We had a small Munchkin diaper bag dispenser (~$5 via Amazon). If you’re going to change a newborn in any public place, spare others the smell. Do NOT dispose of a soiled diaper in a teeny tiny pediatrician’s office examine room. Uch! Double bag it, or bag it and take it with you.
A back seat mirror is a great thing. We had two Britax mirrors. I spent $20 and $16, not the $35 they’re priced at now. Is the baby sleeping? Are they okay? What are they doing? Some people like to have a parent sit with the baby, but you can’t do that if only one parent is in the car.
We saved money on the cribs by going with basic models from Ikea, and splurged on USA-made crib mattresses. If there’s an Ikea near you, do check them out. I liked their play mat, changing station (there’s only so many times you can change a baby on the floor before it breaks your back), and they also have decent baby toys.
This is the style of pacifier our hospital told us to buy.
Make sure you have a pot large enough for boil-sterilizing things like pacifiers and bottle parts, at least initially.
Different brands have microwave bottle sterilizer caddies. Medela steam sterilizer bags worked well for smaller stuff. Get a bottle brush, they’re cheap enough, and make sure you have a clean area for drying baby-related stuff after cleaning them.
Take photos, videos, and notes.
Don’t let your baby near your phone. My son reset my phone when he was ~18 months old and wiped out maybe 6 months of photos. I made sure Google Photos was properly backing things up after that. Luckily I had regularly texted a bunch of day to day photos to my wife.
On our first night home with the baby: “I can’t believe the hospital let us take our baby home. What do we do now??!!” But on that note, hospitals usually have some requirements before discharge, such as ensuring the baby has a safe and proper place to sleep, and that their first wellness checkup with a pediatrician is scheduled. They require the baby to be taken out in an infant carrier car seat, but won’t help you figure out how to do it. They might also require or at least advise the mother to take a class or two while they’re there.
Oh, one more thing – you can *probably* burp your baby a little firmer than you think. Ask a maternity nurse to show you how it’s done.
Being protective is necessary, regardless of others’ feelings. Oh, you want to hold the baby? Wash your hands!!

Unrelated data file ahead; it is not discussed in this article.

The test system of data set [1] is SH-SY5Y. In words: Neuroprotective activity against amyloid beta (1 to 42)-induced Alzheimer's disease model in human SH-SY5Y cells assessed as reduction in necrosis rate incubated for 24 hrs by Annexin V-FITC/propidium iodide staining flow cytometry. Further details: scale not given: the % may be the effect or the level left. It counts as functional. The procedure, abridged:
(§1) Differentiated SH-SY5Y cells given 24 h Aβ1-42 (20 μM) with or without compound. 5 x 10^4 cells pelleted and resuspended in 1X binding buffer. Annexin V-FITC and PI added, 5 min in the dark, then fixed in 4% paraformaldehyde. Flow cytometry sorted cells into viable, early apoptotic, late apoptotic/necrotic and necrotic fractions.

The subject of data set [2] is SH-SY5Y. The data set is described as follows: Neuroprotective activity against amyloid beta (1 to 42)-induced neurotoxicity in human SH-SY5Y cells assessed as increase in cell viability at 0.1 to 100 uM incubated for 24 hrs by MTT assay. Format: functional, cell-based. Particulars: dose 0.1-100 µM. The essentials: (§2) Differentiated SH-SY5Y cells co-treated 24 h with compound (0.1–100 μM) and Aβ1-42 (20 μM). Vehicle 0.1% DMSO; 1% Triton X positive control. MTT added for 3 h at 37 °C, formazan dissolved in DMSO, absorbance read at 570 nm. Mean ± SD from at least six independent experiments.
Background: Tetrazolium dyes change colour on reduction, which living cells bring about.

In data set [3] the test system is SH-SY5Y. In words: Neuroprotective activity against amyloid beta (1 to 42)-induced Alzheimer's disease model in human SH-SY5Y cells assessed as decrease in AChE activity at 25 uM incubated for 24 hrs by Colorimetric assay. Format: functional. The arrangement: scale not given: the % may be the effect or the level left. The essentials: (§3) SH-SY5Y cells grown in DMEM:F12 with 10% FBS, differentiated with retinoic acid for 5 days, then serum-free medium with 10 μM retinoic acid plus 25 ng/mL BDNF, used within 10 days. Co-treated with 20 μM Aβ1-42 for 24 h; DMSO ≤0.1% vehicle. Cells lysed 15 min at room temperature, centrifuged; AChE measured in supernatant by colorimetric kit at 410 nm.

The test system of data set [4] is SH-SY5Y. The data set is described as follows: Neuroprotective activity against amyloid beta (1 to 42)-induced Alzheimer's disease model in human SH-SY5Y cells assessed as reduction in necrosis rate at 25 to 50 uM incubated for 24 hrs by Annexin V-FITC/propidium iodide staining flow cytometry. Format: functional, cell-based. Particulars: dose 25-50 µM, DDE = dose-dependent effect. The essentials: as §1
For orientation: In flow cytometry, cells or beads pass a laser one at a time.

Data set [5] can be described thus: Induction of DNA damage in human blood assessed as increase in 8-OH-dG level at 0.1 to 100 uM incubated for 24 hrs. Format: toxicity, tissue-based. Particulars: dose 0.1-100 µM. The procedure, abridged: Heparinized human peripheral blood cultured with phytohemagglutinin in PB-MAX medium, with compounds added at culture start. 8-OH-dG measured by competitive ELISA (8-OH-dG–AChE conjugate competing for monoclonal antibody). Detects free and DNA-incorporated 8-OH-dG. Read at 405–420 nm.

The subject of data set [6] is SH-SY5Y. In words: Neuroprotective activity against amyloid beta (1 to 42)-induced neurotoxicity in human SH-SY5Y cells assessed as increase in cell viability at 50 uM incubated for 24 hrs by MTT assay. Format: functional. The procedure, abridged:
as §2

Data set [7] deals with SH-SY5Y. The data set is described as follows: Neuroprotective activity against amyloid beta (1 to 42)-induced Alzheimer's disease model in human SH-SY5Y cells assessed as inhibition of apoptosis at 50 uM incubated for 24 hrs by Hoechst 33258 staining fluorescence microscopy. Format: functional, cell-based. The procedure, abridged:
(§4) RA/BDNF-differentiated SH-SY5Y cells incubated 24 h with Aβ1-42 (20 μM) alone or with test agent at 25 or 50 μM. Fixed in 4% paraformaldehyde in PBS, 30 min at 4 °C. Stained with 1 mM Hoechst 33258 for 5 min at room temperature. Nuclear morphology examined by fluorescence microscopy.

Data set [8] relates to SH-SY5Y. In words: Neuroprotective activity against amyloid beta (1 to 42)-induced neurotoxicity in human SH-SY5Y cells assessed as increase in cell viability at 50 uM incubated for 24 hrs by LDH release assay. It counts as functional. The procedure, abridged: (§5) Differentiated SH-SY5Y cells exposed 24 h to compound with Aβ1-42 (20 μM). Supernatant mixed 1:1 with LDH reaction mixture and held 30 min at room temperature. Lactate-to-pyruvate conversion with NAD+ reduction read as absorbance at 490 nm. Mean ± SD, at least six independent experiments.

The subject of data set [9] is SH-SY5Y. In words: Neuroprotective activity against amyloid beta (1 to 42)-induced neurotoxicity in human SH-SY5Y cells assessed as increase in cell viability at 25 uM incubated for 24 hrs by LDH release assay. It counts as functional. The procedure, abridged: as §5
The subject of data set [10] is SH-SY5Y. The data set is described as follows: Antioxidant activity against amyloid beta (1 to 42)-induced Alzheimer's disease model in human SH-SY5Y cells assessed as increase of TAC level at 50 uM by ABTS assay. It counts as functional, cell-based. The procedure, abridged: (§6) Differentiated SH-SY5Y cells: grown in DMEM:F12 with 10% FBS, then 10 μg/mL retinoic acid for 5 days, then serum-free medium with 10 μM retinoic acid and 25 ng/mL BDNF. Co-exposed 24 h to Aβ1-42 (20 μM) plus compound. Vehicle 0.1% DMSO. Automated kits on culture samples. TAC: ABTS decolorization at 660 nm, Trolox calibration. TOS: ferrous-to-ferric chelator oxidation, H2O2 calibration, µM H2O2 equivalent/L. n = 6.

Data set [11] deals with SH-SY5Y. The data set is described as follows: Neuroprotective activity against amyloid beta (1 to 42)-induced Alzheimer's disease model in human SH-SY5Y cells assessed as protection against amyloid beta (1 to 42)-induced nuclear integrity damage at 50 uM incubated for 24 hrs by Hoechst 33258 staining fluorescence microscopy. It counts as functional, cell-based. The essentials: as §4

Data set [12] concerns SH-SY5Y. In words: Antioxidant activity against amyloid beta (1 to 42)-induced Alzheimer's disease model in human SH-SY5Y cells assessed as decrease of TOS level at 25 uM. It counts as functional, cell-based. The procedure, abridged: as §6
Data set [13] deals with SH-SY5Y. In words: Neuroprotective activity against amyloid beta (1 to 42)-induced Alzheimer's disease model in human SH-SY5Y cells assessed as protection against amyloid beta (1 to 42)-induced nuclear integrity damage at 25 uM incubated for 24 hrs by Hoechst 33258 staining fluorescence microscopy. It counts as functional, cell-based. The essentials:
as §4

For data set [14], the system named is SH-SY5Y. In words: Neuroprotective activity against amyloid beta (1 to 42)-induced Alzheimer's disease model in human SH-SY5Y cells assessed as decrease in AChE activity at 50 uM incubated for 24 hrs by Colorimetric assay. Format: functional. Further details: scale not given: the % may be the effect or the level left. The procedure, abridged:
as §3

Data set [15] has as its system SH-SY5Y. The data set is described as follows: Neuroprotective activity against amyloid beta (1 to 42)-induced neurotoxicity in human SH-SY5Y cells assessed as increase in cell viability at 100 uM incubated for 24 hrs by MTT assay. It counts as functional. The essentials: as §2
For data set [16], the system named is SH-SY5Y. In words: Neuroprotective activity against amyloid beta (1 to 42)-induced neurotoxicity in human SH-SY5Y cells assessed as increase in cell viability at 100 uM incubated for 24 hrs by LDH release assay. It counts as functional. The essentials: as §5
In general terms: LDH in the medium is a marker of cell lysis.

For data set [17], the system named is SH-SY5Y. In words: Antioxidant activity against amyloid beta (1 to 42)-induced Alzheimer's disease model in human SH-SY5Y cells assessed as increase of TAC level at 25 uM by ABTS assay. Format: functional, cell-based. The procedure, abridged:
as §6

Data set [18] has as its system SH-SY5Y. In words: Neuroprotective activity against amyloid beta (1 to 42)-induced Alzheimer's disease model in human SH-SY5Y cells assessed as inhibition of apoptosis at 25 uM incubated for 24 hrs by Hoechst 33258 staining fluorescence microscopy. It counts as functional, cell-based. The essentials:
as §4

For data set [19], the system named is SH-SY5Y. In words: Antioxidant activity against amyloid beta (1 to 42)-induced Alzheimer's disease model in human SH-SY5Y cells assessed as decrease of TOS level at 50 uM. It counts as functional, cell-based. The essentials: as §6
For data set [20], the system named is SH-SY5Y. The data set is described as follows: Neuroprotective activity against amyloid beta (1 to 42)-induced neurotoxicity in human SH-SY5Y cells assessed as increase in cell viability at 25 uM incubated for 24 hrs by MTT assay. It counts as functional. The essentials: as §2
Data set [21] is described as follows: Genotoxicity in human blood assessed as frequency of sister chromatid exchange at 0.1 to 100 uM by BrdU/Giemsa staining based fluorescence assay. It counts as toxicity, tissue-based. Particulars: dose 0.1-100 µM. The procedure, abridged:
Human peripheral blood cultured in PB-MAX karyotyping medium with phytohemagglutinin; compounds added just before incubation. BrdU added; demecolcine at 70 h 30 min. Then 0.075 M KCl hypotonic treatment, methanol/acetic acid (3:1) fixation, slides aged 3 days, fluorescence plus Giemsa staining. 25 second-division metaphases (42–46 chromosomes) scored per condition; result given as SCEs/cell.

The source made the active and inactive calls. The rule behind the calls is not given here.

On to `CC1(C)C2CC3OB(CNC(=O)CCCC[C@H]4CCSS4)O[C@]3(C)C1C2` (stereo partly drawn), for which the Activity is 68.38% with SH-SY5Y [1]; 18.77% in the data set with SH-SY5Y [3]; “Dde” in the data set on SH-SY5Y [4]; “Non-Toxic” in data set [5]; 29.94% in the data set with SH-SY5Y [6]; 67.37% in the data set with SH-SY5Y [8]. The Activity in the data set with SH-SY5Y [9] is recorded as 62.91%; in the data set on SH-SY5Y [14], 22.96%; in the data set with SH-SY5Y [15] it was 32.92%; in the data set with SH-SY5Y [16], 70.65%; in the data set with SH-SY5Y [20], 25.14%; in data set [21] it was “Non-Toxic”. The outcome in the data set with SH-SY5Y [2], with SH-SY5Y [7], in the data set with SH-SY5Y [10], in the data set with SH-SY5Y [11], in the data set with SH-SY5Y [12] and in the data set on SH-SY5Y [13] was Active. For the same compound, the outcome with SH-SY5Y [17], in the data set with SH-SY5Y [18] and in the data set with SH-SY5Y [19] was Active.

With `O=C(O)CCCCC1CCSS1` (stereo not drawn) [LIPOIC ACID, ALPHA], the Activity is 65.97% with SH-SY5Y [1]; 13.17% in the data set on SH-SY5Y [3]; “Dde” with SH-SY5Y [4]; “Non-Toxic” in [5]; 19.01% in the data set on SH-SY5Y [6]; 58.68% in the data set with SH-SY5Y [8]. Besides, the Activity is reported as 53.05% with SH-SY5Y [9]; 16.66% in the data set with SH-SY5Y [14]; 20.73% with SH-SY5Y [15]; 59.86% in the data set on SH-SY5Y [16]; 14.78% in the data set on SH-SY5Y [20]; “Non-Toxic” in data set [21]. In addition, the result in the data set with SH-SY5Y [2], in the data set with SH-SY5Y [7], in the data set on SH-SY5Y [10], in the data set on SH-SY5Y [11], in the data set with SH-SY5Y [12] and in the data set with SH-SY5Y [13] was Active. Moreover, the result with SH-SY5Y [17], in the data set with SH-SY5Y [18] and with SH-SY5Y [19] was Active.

My baby gear buying days are over, even with the grand kids! Unless Makita/Milwaukee /Craftsman starts making baby tools…
While not for babies, a lot of brands do make/rebrand some toys. e.g. https://toolguyd.com/craftsman-cordless-jigsaw-and-other-power-tool-toys/
FWIW…the Craftsman ones are pretty poorly made. We got some for my son last Christmas and almost all the pieces have broken in some way. They look awesome and have cool features, but didn’t hold up. My daughter’s Bosch set is still mostly kicking 3 years later. For hand tools, get the wooden ones from Melissa and Doug or somewhere else. Every single plastic hammer and most of the pliers have been broken by our kids “fixing things.” The wood ones are virtually indestructible and haven’t yet damaged our house.
Yeah the craftsman chainsaw was broken in 1 day, while it looked cooler and had some features over the generic other model we had. The no name brand generic still works to this day, the craftsman one is in many pieces which can not be fixed even with my arsenal of real tools.
My oldest’s Bosch toy power tool sets have been inherited by his younger brother- I’m a big fan lol My only gripe is that almost none of the batteries seem to work on other Bosch toy tools from separate sets. We’ve probably got 3-4 different style removable Bosch toy tool battery styles, and it’s frustrating to try helping them sort them out of the toy box lol
Bosch also makes a kids workbench that comes with a ton of tools and accessories- but at almost $90 on Amazon that’s pretty expensive
We have a formula that is made with room temperature water. No need to heat it. We use bottled water, previously we boiled some and left it to cool down.
Also thermostatic tap is very useful.
Interesting read. ANd I think my kids are nearly the same ages as yours. I can relate too the absurdity of some of the modern stuff and toys.
However (and I have to phrase it this way on purpose) you are completely wrong about the bulb sucker from the hospital. get 2, and once you use it rinse it out – then put it in the microwave for 1 minutes.
(wifey didn’t want the idea of the nosefrida thing- shrug). We worried about all the reports of mold, germs . . . .. . . that live in those things. So I figured what would it hurt if it was nuked by the microwave which kills germs and such anyway. I did actually cut one open to check after 2 or so weeks of sitting – clean as a whistle. But no it’s not for everyone.
Just like you can live just fine without the bottle warmer device. you already have one it’s called a hot water tap, or a pot of hot water – or . . . . . .
Yes – yes you can indeed put tommy tippe bottles and caps etc into the dishywashy – yes it gets a touch cloudy – still safe. And get this – it’s sanitized. BUT you have to read the instructions and capabilities of your dishywashy. I got so tired of washing crap by hand. yes I used organic dishwasher soap but that’s not what I would call necessary.
etc etc. Great read. baby gadgetry is probably the bigger racket of most home products.
OH and put the kid in their crib in their own room as soon as possible – both of ours spent their first night home in their crib. No thingy in our bedroom for the first ____ months or ___.